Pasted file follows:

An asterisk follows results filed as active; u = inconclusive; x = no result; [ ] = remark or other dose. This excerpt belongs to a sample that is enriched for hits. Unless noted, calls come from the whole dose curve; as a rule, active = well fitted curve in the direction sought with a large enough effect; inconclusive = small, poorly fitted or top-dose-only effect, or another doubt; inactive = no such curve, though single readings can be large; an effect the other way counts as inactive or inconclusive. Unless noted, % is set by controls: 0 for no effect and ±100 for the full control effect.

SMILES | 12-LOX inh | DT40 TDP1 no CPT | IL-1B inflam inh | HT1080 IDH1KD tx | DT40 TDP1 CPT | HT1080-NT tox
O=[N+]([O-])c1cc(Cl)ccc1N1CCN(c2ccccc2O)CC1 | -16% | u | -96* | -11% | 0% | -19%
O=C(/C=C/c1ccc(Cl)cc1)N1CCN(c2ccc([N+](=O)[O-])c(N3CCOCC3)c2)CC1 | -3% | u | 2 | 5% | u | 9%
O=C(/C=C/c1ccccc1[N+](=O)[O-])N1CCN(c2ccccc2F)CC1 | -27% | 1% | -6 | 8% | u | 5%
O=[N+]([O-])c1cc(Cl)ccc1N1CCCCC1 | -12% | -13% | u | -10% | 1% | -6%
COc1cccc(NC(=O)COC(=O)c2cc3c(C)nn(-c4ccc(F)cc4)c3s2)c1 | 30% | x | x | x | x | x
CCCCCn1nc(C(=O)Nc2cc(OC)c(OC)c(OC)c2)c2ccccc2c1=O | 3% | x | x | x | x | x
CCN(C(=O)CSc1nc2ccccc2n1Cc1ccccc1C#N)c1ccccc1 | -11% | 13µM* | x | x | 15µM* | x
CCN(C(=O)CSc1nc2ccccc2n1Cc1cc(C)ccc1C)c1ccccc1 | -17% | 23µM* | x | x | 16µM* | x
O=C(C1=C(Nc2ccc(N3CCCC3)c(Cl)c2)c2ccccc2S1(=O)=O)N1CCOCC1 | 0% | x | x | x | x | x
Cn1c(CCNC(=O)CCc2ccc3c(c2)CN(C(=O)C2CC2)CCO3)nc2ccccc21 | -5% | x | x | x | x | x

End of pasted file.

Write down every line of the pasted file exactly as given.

An asterisk follows results filed as active; u = inconclusive; x = no result; [ ] = remark or other dose. This excerpt belongs to a sample that is enriched for hits. Unless noted, calls come from the whole dose curve; as a rule, active = well fitted curve in the direction sought with a large enough effect; inconclusive = small, poorly fitted or top-dose-only effect, or another doubt; inactive = no such curve, though single readings can be large; an effect the other way counts as inactive or inconclusive. Unless noted, % is set by controls: 0 for no effect and ±100 for the full control effect.

SMILES | 12-LOX inh | DT40 TDP1 no CPT | IL-1B inflam inh | HT1080 IDH1KD tx | DT40 TDP1 CPT | HT1080-NT tox
O=[N+]([O-])c1cc(Cl)ccc1N1CCN(c2ccccc2O)CC1 | -16% | u | -96* | -11% | 0% | -19%
O=C(/C=C/c1ccc(Cl)cc1)N1CCN(c2ccc([N+](=O)[O-])c(N3CCOCC3)c2)CC1 | -3% | u | 2 | 5% | u | 9%
O=C(/C=C/c1ccccc1[N+](=O)[O-])N1CCN(c2ccccc2F)CC1 | -27% | 1% | -6 | 8% | u | 5%
O=[N+]([O-])c1cc(Cl)ccc1N1CCCCC1 | -12% | -13% | u | -10% | 1% | -6%
COc1cccc(NC(=O)COC(=O)c2cc3c(C)nn(-c4ccc(F)cc4)c3s2)c1 | 30% | x | x | x | x | x
CCCCCn1nc(C(=O)Nc2cc(OC)c(OC)c(OC)c2)c2ccccc2c1=O | 3% | x | x | x | x | x
CCN(C(=O)CSc1nc2ccccc2n1Cc1ccccc1C#N)c1ccccc1 | -11% | 13µM* | x | x | 15µM* | x
CCN(C(=O)CSc1nc2ccccc2n1Cc1cc(C)ccc1C)c1ccccc1 | -17% | 23µM* | x | x | 16µM* | x
O=C(C1=C(Nc2ccc(N3CCCC3)c(Cl)c2)c2ccccc2S1(=O)=O)N1CCOCC1 | 0% | x | x | x | x | x
Cn1c(CCNC(=O)CCc2ccc3c(c2)CN(C(=O)C2CC2)CCO3)nc2ccccc21 | -5% | x | x | x | x | x